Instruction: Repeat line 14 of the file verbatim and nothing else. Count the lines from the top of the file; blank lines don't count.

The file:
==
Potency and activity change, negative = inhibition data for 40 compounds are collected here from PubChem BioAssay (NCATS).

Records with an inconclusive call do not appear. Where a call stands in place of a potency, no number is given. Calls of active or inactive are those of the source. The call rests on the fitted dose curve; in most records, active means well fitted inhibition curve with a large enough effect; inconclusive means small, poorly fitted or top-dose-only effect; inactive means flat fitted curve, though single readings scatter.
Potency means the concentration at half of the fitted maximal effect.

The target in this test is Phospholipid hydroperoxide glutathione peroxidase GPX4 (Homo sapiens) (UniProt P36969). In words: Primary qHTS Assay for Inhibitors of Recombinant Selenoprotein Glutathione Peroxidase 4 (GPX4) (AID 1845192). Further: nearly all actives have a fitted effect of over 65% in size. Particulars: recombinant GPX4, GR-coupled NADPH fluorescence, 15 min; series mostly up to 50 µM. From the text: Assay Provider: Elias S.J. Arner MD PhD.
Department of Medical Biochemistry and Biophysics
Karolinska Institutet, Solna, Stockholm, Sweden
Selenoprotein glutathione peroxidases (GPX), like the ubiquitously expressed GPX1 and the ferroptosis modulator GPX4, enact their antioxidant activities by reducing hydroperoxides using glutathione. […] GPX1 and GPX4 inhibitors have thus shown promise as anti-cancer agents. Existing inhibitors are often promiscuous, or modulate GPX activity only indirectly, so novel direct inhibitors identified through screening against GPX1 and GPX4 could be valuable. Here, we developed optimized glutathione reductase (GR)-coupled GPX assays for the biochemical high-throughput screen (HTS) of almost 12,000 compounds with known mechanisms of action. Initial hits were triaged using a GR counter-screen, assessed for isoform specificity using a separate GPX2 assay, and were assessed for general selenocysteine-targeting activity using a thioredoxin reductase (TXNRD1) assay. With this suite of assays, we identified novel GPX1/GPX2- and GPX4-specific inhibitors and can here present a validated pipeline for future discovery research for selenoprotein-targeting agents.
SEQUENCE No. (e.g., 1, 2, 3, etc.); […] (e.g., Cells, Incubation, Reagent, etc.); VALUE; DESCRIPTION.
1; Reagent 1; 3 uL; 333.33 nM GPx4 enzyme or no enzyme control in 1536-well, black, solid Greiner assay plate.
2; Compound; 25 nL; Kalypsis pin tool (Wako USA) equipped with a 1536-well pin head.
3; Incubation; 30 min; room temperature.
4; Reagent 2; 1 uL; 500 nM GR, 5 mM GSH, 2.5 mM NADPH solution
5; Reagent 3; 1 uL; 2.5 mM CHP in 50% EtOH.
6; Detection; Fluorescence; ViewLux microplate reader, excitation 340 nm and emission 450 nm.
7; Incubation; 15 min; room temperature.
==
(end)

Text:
6; Detection; Fluorescence; ViewLux microplate reader, excitation 340 nm and emission 450 nm.